In recent years, the introduction of new refuge systems has given growers more options in setting up their refuge. NCGA’s calculator was developed as a tool to clarify those options with growers and show them how to execute the requirements properly.

Industry experts from the Agricultural Biotechnology Stewardship Technical Committee (ABSTC), which is made up of representatives from Dow AgroSciences LLC, Monsanto Company, Pioneer Hi-Bred International, Inc.,… Continue reading

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USDA seeks applications for grants to help farmers improve rural environmental quality and energy efficiency

Agriculture Secretary Tom Vilsack announced that USDA is seeking proposals for grants to improve water quality, air quality and promote energy conservation. USDA’s Natural Resources Conservation Service (NRCS) is making available $25 million through the Conservation Innovation Grants (CIG) program to address natural resource concerns nationwide with a special emphasis on the Chesapeake Bay Watershed and the Mississippi River Basin.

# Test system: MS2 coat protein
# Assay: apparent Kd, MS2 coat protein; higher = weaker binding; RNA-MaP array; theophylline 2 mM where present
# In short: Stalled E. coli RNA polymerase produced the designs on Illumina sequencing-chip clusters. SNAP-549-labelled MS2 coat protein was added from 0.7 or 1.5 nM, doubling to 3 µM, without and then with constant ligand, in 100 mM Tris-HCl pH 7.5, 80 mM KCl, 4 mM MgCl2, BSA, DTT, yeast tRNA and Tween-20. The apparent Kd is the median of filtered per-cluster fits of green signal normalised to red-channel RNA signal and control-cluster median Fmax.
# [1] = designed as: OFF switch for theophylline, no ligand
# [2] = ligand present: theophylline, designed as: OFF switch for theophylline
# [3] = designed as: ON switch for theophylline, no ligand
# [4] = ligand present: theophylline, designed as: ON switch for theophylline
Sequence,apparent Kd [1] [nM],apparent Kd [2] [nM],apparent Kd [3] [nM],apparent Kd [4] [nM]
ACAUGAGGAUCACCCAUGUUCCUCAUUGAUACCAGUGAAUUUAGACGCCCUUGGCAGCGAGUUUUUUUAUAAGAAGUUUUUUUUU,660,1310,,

“The Obama Administration is committed to ensuring private lands are conserved, restored, and more resilient to environmental challenges, like climate change,” Vilsack said. “USDA is seeking grant applications from farmers, ranchers and our conservation partners to solve America’s natural resource challenges.”

Now in its eighth year, the CIG program offers funding dedicated to the adoption of technologies to address a broad range of agricultural issues. For example, the Michigan Department of Agriculture worked with Michigan State University and agricultural landowners to establish conservation practices for high-risk erosion areas, with a goal of reducing sediment and nutrient runoff. … Continue reading